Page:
Furniture. Tuesday , March 13th , 2018 - 07:05:08 AM
However, most of todays furnishings are still not designed to be moved around regularly. As anyone who has tried to relocate with traditional furniture can attest to, nearly every move results in some serious damage to ones most valued furnishings, and it is often very expensive to repair any type of significant damage to traditional furniture unless the owner is an experienced craftsman. This is one of the reasons why less families are purchasing furniture these days with the intent to pass the pieces down to their children some day, as most furniture simply is not designed to put up with the frequency with which people move about in the modern era.
Furniture retailers often ship furniture RTA which in the industry is short for (ready to assemble). This means that the product is shipped unassembled in parts and that there is some assembly required by the person receiving the furniture before they can use it. The reason for this is not to make it difficult on the person buying the furniture but as a means of packaging it in such a way to prevent shipping damage and by packaging it smaller it can ship by a less expensive means which helps to keep the pricing lower for the furniture. Some furniture is shipped assembled in the box though and depending on the size of the piece of furniture purchased you may need assistance receiving it so double check with the retailer if you are unsure. I always liked the retailer joke that said they tried shipping people with the furniture to assemble it but they often got lost or never made it back so they dont ship people to assemble the furniture anymore. (Anyone need me shipped to Hawaii to assemble some beds?) A very good question. Fortunately most furniture arrives just fine when shipped and rare is it that problems happen. However there are times when perhaps a forklift accidentally runs through a box or an item is accidentally impacted and its best to be prepared for what to do when this happens. Since it doesnt happen often, customers are not always prepared for what to do if their furniture has suffered damage in shipping.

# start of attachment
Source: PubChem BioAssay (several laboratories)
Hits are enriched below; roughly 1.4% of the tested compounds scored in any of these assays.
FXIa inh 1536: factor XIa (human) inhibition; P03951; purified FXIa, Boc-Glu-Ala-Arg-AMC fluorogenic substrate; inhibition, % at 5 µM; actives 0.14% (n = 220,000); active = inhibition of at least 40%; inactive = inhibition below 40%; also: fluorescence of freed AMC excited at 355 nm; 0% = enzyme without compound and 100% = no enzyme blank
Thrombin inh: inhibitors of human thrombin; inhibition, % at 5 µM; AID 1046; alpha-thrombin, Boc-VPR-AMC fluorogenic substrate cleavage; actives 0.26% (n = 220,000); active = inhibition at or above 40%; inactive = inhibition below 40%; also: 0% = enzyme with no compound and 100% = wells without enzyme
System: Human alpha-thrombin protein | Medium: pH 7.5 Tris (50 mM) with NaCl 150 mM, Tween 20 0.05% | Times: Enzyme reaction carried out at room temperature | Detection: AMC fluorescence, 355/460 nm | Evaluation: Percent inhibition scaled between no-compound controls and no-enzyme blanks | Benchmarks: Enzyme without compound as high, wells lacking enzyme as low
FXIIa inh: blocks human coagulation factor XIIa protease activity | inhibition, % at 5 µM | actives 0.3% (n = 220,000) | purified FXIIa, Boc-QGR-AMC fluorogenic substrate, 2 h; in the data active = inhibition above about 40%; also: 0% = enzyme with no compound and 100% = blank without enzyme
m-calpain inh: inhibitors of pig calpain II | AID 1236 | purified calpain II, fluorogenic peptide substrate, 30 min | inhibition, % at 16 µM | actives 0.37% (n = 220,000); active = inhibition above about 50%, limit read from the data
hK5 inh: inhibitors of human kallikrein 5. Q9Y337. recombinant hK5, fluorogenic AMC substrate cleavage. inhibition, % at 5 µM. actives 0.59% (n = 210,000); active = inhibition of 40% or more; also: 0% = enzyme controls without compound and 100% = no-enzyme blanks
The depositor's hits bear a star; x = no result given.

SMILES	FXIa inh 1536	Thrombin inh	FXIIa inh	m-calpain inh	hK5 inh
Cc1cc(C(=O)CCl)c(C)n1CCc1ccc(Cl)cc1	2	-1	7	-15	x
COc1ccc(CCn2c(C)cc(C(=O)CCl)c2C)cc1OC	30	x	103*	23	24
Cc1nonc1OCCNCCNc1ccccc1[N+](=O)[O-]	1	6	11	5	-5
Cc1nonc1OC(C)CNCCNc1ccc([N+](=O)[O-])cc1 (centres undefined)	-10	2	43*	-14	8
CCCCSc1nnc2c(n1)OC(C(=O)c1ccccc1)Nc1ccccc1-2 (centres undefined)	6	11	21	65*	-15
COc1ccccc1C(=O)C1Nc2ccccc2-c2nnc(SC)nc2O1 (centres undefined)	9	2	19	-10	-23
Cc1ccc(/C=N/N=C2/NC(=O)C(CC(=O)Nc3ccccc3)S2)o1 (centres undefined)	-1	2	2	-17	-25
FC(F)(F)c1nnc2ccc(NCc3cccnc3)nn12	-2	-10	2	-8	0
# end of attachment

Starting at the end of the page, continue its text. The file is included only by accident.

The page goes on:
That is a major reason for organizing furniture events. To keep the customer aware of new designs and concepts, and occasionally to reward them for their business with reduced prices and discounts on selected products. It is combination of a thank you and a form of advertising. Local craft fairs are another form of furniture event. These enable local people (or sometimes not so local!) to display their handiwork. Local furniture makers can show off their skills, and this can be a good platform for locals to persuade city showrooms to sell their products. Not only that, but furniture distribution centers may be seeking new sources for their furniture. Amish furniture, for example, is often hand-crafted by individuals in their own homes or workshops. The Amish then transport each piece to a central distribution center from which it is delivered to the furniture retailer, showroom or directly to the customer. A large proportion of Amish furniture made in this way is crafted to order. The customer can choose a piece from a showroom display or a catalog. The order is passed to the distribution center and passed onto individual craftsmen and women who then hand make it.
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